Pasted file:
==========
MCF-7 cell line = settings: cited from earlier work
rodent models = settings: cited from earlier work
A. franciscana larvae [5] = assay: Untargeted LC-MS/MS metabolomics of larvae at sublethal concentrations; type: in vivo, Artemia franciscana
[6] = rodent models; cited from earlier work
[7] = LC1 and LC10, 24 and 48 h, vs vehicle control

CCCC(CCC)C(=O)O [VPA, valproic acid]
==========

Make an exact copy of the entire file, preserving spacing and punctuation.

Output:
MCF-7 cell line = settings: cited from earlier work
rodent models = settings: cited from earlier work
A. franciscana larvae [5] = assay: Untargeted LC-MS/MS metabolomics of larvae at sublethal concentrations; type: in vivo, Artemia franciscana
[6] = rodent models; cited from earlier work
[7] = LC1 and LC10, 24 and 48 h, vs vehicle control

CCCC(CCC)C(=O)O [VPA, valproic acid]